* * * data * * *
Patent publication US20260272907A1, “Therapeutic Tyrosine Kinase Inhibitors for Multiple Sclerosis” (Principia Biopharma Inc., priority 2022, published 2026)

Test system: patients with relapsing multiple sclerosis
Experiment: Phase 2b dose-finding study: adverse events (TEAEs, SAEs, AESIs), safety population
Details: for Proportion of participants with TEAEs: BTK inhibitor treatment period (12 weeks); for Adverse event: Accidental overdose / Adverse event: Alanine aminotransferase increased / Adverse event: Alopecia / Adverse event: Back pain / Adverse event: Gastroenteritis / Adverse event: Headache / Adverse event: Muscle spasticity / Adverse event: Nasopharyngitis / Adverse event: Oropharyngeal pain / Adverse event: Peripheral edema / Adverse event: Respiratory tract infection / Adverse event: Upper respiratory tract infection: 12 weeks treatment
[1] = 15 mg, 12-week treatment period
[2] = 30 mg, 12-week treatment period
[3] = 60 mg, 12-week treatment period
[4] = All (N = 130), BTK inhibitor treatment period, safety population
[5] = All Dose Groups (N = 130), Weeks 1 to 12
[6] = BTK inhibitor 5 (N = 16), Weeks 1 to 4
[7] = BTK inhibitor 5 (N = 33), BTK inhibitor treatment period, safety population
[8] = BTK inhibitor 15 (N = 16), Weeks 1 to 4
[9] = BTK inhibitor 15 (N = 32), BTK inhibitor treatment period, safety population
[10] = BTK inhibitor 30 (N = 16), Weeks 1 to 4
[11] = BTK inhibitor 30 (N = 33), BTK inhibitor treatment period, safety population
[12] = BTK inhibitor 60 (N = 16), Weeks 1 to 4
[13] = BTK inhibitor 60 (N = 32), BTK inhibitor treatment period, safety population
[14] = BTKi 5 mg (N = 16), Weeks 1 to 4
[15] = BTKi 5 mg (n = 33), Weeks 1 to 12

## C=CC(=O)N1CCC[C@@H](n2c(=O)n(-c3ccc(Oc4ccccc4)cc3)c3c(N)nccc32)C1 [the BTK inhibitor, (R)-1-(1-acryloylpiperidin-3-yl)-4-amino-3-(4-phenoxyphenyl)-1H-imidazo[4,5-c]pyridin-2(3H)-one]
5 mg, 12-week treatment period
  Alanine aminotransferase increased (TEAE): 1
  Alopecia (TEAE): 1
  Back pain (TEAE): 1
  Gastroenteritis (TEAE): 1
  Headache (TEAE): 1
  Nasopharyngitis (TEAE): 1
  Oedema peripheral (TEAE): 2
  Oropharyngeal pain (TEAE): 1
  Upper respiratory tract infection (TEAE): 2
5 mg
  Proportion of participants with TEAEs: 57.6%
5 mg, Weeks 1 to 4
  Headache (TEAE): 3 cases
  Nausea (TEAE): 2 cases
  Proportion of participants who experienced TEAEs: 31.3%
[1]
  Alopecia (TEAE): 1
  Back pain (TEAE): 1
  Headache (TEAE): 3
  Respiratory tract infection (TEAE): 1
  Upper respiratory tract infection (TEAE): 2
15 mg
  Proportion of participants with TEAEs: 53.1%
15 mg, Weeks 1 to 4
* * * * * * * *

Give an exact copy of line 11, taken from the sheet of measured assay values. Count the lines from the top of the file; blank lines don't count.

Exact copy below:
[7] = BTK inhibitor 5 (N = 33), BTK inhibitor treatment period, safety population